There sure are a lot of folks who want to offer Rhode Islanders helpful advice on how they should give government, non-profit, and business leaders expanded resources and authority to make decisions for all of us. First came a group of wealthy Gina Raimondo backers and their hired think-tankers at Brookings, and now, according to Kate Bramson in the Providence Journal, the Fed wants to get in on the action:
The Boston Fed’s team will collaborate with an unspecified number of Rhode Island cities and towns to use national research it conducted to help struggling communities recover economically, said Tamar Kotelchuck, director of the Boston Fed’s Working Cities Initiatives. The program in Massachusetts has tackled workforce development, community development and education initiatives in six cities, but it’s too soon to say exactly what the focus might be in Rhode Island. Kotelchuck said it’s likely that workforce development will be one area of focus here, but others may emerge after more study.
Funny how everybody’s got the same basic blueprint:
Working Cities research has shown several factors help cities maintain or recover their economic stability — including collaborative leadership, the role of anchor institutions, investment in infrastructure and the extension of benefits to the entire community. But “collaborative leadership” — the ability to work together across sectors over a sustained period of time with a comprehensive vision — was found to be most crucial.
That passive voice — “was found to be” — is instructive. “Found to be” by whom? A quick look through some of the materials on the Boston Fed’s Web site for this initiative reveals that “collaborative leadership” is actually one of the goals of the project. It isn’t surprising, therefore, that the organization would find it to be crucial. This report, in particular, brings around some familiar verbiage:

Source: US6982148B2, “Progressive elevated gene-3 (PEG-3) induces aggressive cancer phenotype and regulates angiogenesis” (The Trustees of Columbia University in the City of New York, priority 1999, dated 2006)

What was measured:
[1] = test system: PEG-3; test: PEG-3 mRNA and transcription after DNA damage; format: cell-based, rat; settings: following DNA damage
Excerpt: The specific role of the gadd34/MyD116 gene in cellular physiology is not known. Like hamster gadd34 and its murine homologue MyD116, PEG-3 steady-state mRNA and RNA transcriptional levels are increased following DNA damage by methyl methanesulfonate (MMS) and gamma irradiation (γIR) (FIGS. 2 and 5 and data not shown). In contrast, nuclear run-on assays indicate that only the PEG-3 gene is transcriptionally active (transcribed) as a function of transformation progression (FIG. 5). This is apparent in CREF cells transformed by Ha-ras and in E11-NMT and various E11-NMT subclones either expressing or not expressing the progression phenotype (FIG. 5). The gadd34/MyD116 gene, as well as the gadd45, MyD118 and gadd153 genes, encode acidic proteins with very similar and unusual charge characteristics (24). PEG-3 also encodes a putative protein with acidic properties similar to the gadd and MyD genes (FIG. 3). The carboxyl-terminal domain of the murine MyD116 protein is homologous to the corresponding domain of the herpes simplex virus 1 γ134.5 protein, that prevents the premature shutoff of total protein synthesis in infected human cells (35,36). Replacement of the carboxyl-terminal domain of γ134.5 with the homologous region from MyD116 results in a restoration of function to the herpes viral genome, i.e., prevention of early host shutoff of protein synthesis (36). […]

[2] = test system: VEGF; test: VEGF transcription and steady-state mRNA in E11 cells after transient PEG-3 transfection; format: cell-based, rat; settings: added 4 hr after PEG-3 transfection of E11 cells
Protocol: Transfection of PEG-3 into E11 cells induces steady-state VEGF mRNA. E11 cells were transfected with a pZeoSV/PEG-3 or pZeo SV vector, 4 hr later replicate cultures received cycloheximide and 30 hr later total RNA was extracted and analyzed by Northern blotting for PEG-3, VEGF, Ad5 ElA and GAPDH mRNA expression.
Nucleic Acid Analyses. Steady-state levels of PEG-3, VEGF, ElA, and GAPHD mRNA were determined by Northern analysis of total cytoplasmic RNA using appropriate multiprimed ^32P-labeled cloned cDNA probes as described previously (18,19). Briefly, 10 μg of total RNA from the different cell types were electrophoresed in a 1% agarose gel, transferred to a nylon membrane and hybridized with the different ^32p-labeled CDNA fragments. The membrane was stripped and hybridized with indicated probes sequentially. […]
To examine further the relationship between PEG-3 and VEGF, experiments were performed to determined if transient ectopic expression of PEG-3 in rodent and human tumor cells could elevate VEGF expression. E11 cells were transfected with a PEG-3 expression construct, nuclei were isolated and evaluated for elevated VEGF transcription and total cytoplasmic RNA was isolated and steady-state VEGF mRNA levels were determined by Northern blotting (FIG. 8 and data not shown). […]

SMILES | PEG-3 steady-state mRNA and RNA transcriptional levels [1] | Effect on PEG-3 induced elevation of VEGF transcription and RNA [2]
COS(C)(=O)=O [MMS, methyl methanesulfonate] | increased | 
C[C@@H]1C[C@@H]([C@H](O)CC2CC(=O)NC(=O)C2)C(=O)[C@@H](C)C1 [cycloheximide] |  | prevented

Most importantly, [in the comparatively few places that have succeeded in making the transition from distressed to revitalized,] public officials, private sector employers, and nonprofit institutions need to coalesce around a long-term vision and collaborate for a sustained period of time in implementing broad-based revitalization strategies.
Translation: Insiders agree on a vision for the whole community and use the levers of government, non-profits, and business to make sure the people don’t disrupt the plan. This is precisely the vision that Brookings has articulated, and the mechanisms that the Fed suggests read like the menu of the programs that Governor Raimondo and the General Assembly have empowered the state’s new Commerce Secretary to implement, using $80 million of our money claimed through a fancy refinancing deal.
In addition to the similarity of all of these plans note something else: Raimondo began implementing it before the all this high-profile studying had begun. Anybody who thinks this initiative begins with the actual people of Rhode Island, our needs, and our hopes and dreams is being profoundly misled.